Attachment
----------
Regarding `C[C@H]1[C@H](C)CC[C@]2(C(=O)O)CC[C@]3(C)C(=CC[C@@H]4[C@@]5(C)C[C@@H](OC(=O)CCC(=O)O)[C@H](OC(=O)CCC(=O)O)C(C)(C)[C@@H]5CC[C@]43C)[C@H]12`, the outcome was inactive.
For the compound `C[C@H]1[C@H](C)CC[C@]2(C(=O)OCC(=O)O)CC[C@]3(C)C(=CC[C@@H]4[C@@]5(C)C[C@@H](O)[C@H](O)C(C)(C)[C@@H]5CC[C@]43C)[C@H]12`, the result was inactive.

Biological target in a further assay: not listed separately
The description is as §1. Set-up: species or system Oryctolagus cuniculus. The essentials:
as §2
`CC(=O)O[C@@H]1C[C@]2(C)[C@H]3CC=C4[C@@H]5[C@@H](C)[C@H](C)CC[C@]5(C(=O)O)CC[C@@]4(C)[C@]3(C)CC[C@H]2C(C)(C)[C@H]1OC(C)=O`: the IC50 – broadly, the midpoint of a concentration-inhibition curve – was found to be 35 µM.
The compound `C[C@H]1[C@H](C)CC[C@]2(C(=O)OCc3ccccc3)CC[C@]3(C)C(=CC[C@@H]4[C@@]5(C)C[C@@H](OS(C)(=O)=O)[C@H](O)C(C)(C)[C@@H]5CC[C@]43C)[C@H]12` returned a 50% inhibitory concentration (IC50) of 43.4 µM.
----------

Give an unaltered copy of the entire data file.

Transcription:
Regarding `C[C@H]1[C@H](C)CC[C@]2(C(=O)O)CC[C@]3(C)C(=CC[C@@H]4[C@@]5(C)C[C@@H](OC(=O)CCC(=O)O)[C@H](OC(=O)CCC(=O)O)C(C)(C)[C@@H]5CC[C@]43C)[C@H]12`, the outcome was inactive.
For the compound `C[C@H]1[C@H](C)CC[C@]2(C(=O)OCC(=O)O)CC[C@]3(C)C(=CC[C@@H]4[C@@]5(C)C[C@@H](O)[C@H](O)C(C)(C)[C@@H]5CC[C@]43C)[C@H]12`, the result was inactive.

Biological target in a further assay: not listed separately
The description is as §1. Set-up: species or system Oryctolagus cuniculus. The essentials:
as §2
`CC(=O)O[C@@H]1C[C@]2(C)[C@H]3CC=C4[C@@H]5[C@@H](C)[C@H](C)CC[C@]5(C(=O)O)CC[C@@]4(C)[C@]3(C)CC[C@H]2C(C)(C)[C@H]1OC(C)=O`: the IC50 – broadly, the midpoint of a concentration-inhibition curve – was found to be 35 µM.
The compound `C[C@H]1[C@H](C)CC[C@]2(C(=O)OCc3ccccc3)CC[C@]3(C)C(=CC[C@@H]4[C@@]5(C)C[C@@H](OS(C)(=O)=O)[C@H](O)C(C)(C)[C@@H]5CC[C@]43C)[C@H]12` returned a 50% inhibitory concentration (IC50) of 43.4 µM.